Although prescription painkillers remain more widely abused and account for far more fatal overdoses, heroin has been “moving all over the country and popping up in areas you didn’t see before,” said Carl Pike, a senior official in the Special Operations Division of the Drug Enforcement Administration.

With its low price and easy portability, heroin has reached beyond New York, Chicago and other places where it has long been available. Rural areas of New England, Appalachia and the Midwest are being hit especially hard, with cities such as Portland, Maine; St. Louis; and Oklahoma City struggling to cope with a new generation of addicts. Pike and other DEA officials say the spread is the result of a shrewd marketing strategy developed by Mexican traffickers. They have targeted areas with the worst prescription pill abuse, sending heroin pushers to “set up right outside the methadone clinics,” one DEA agent said.

Some new heroin users begin by snorting the drug. But like addicts of synthetic painkillers who go from swallowing the pills to crushing and snorting them, they eventually turn to intravenous injection of heroin for a more powerful high. By then, experts say, they have crossed a psychological threshold — overcoming the stigma of needle use. At the same time, they face diminishing satisfaction from prescription pills that can cost $80 each on the street and whose effects wear off after four to six hours. Those addicts are especially susceptible to high-grade heroin offered for as little as $4 a dose but with a narcotic payload that can top anything from a pharmacy.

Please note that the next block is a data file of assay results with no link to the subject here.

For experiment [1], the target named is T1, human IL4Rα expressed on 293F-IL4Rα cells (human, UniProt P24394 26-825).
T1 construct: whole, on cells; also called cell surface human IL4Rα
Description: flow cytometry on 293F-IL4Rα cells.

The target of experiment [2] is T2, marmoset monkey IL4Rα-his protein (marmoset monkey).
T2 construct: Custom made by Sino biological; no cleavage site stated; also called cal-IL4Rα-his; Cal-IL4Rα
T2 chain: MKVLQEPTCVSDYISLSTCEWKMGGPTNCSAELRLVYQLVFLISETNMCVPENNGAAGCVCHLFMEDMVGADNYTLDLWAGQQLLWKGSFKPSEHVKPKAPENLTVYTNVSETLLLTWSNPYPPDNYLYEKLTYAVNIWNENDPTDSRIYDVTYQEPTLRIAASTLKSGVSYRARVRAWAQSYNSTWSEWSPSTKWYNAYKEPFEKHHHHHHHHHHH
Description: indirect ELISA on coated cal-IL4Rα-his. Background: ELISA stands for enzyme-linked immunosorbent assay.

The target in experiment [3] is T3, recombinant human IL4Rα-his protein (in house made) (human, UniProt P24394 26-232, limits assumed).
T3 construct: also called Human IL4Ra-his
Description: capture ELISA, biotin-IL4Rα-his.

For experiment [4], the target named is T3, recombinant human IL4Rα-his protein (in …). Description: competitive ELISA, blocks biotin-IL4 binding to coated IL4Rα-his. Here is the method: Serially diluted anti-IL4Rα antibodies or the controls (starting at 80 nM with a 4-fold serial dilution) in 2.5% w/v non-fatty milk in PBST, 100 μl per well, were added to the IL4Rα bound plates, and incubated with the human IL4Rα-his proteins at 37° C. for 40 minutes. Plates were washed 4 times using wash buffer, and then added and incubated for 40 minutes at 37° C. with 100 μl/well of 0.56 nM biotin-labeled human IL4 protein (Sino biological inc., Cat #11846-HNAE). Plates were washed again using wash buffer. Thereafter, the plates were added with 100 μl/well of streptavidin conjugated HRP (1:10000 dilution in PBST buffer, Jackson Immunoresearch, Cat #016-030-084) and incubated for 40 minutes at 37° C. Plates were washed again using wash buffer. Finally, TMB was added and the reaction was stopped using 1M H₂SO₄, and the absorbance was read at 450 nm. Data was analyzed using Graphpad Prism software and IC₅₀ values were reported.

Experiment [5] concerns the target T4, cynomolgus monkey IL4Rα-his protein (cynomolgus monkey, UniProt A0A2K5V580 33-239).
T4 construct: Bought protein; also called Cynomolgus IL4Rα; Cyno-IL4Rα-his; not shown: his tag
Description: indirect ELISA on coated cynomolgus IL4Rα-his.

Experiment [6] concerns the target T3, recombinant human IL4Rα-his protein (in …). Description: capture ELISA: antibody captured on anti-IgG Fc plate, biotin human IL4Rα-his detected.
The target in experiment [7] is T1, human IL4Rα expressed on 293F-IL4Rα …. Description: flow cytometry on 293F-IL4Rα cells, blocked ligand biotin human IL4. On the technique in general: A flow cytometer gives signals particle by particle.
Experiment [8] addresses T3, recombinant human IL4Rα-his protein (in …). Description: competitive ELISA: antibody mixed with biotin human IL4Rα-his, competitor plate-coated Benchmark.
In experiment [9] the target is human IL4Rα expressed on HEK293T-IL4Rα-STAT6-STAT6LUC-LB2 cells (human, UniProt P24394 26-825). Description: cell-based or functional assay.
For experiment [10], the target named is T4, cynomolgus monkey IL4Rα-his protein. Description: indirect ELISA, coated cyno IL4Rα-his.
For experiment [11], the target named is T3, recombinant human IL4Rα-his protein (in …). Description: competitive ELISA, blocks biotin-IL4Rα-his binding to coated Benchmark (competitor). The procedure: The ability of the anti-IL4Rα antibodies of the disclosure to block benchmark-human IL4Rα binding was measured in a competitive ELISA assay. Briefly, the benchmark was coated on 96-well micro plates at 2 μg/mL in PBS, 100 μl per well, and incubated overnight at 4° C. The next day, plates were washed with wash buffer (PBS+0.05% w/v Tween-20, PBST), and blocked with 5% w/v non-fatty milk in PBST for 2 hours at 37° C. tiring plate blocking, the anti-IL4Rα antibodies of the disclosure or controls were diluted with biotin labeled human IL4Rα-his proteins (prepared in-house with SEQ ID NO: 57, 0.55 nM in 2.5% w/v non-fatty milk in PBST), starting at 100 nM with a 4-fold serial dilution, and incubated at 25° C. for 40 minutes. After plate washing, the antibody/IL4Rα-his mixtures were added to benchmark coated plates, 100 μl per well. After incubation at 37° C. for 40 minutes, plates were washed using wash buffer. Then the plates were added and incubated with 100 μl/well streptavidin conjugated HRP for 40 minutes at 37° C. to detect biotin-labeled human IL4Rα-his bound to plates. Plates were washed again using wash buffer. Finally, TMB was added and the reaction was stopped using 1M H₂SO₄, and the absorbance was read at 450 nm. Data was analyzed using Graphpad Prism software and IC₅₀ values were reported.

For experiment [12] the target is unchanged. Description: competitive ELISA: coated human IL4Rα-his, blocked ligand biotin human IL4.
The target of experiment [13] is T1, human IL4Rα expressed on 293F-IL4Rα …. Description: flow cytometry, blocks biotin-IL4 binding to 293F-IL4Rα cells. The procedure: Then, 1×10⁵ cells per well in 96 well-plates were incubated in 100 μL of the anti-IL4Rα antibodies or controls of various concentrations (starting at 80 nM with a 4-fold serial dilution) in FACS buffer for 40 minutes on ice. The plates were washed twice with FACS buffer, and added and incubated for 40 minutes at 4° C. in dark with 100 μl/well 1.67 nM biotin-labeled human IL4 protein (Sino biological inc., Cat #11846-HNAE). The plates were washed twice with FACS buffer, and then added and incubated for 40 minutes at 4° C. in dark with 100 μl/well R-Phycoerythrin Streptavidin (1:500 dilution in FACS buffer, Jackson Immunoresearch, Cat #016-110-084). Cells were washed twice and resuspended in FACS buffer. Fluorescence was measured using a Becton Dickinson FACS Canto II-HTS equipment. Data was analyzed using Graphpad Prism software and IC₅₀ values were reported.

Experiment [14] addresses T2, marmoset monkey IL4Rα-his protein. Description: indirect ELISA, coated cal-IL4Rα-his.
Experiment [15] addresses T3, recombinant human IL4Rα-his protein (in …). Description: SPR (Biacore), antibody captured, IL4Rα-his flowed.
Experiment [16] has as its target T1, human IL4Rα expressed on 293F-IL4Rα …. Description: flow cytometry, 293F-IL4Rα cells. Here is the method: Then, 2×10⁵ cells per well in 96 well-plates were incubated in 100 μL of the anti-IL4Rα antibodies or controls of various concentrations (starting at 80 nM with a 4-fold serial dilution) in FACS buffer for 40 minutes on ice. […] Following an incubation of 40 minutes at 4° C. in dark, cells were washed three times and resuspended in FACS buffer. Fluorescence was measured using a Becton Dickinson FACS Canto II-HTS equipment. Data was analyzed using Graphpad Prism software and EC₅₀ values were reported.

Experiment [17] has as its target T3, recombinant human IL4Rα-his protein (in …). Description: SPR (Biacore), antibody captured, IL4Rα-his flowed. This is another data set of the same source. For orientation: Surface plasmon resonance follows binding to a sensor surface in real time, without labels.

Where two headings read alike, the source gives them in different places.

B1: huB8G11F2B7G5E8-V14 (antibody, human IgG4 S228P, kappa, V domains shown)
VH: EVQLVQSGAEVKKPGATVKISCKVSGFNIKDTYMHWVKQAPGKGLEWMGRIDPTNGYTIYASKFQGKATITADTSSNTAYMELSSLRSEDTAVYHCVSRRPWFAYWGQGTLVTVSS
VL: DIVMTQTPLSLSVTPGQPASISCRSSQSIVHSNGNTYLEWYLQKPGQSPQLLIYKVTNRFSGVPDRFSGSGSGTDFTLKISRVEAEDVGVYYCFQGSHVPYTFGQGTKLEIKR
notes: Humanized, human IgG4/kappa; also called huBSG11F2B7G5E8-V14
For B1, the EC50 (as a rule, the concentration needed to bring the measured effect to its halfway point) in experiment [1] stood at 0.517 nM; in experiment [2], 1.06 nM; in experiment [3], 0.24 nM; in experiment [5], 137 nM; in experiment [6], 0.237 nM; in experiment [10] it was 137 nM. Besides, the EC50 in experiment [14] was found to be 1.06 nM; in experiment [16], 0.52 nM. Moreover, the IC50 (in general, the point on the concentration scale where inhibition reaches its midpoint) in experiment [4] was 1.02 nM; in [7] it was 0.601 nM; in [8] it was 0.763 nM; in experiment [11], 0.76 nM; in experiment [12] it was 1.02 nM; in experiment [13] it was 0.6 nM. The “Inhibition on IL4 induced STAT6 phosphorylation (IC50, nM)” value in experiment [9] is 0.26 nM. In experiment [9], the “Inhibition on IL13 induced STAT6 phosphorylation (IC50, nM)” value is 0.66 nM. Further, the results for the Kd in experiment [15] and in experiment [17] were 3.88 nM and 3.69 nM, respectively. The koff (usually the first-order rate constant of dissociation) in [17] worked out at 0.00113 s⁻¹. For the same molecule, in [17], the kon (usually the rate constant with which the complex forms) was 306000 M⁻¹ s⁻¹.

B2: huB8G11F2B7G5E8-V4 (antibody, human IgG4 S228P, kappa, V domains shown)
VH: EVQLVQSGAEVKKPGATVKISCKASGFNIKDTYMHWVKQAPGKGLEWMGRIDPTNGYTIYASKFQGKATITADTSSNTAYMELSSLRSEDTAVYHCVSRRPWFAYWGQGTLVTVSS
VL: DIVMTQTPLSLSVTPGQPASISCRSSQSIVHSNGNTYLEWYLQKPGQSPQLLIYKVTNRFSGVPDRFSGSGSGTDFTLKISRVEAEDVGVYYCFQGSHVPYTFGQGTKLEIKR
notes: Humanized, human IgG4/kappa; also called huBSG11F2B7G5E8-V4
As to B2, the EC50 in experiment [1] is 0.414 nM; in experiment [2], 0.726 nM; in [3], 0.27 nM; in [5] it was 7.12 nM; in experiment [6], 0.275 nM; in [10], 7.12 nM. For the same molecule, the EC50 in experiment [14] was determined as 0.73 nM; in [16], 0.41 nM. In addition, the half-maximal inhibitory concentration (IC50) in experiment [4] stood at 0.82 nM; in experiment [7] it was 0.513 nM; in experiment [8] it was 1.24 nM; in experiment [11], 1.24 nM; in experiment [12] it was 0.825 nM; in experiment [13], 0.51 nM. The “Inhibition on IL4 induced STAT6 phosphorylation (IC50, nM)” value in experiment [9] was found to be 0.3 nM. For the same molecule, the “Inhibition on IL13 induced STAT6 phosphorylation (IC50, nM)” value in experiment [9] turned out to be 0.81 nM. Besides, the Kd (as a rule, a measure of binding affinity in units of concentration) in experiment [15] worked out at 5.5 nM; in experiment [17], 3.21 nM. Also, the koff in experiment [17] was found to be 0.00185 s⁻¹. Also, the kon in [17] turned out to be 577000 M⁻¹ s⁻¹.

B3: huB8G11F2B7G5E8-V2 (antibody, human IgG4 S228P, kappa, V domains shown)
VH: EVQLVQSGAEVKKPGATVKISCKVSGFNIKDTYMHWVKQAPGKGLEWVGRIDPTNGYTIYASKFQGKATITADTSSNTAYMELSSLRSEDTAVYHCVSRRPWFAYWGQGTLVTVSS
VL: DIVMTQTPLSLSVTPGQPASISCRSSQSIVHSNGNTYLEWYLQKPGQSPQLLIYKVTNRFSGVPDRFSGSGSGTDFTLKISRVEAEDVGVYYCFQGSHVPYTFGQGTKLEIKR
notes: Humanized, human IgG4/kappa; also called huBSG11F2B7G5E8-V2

Unlike marijuana, which cartel peons usually carry across the border in backpacks, heroin (like cocaine) is typically smuggled inside fake vehicle panels or concealed in shipments of legitimate commercial goods and is more difficult to detect. By the time it reaches northern U.S. cities, a kilo may be worth $60,000 to $80,000, prior to being diluted or “cut” with fillers such as lactose and powdered milk. The increased demand for heroin in the United States appears to be keeping wholesale prices high, even with abundant supply.

The Mexican mountain folk in hamlets such as this one do not think of themselves as drug producers. They also plant corn, beans and other subsistence crops but say they could never earn a living from their small food plots. And, increasingly, they’re unable to compete with U.S. marijuana growers. With cannabis legalized or allowed for medical use in 20 U.S. states and the District of Columbia, more and more of the American market is supplied with highly potent marijuana grown in American garages and converted warehouses — some licensed, others not.  Mexican trafficking groups have also set up vast outdoor plantations on public land, especially in California, contributing to the fall in marijuana prices.